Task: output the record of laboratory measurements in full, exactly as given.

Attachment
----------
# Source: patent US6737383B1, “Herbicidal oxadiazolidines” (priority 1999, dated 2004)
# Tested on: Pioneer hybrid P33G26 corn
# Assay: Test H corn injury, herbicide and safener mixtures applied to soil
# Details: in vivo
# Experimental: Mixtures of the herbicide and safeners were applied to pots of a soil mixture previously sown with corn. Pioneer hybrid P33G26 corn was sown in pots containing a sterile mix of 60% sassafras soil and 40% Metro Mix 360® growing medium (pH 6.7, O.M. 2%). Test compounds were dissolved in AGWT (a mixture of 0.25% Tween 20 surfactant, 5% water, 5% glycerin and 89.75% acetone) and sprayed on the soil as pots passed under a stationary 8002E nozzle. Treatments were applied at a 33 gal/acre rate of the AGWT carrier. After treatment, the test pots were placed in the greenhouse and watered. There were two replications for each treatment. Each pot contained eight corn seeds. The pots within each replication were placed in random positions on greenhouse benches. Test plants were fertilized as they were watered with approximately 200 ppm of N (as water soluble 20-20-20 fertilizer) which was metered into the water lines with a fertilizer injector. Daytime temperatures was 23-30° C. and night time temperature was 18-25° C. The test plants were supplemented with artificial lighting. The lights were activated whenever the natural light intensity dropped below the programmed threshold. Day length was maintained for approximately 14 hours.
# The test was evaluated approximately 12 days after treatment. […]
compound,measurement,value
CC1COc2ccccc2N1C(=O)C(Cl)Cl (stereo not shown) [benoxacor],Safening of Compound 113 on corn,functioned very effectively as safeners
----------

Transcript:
# Source: patent US6737383B1, “Herbicidal oxadiazolidines” (priority 1999, dated 2004)
# Tested on: Pioneer hybrid P33G26 corn
# Assay: Test H corn injury, herbicide and safener mixtures applied to soil
# Details: in vivo
# Experimental: Mixtures of the herbicide and safeners were applied to pots of a soil mixture previously sown with corn. Pioneer hybrid P33G26 corn was sown in pots containing a sterile mix of 60% sassafras soil and 40% Metro Mix 360® growing medium (pH 6.7, O.M. 2%). Test compounds were dissolved in AGWT (a mixture of 0.25% Tween 20 surfactant, 5% water, 5% glycerin and 89.75% acetone) and sprayed on the soil as pots passed under a stationary 8002E nozzle. Treatments were applied at a 33 gal/acre rate of the AGWT carrier. After treatment, the test pots were placed in the greenhouse and watered. There were two replications for each treatment. Each pot contained eight corn seeds. The pots within each replication were placed in random positions on greenhouse benches. Test plants were fertilized as they were watered with approximately 200 ppm of N (as water soluble 20-20-20 fertilizer) which was metered into the water lines with a fertilizer injector. Daytime temperatures was 23-30° C. and night time temperature was 18-25° C. The test plants were supplemented with artificial lighting. The lights were activated whenever the natural light intensity dropped below the programmed threshold. Day length was maintained for approximately 14 hours.
# The test was evaluated approximately 12 days after treatment. […]
compound,measurement,value
CC1COc2ccccc2N1C(=O)C(Cl)Cl (stereo not shown) [benoxacor],Safening of Compound 113 on corn,functioned very effectively as safeners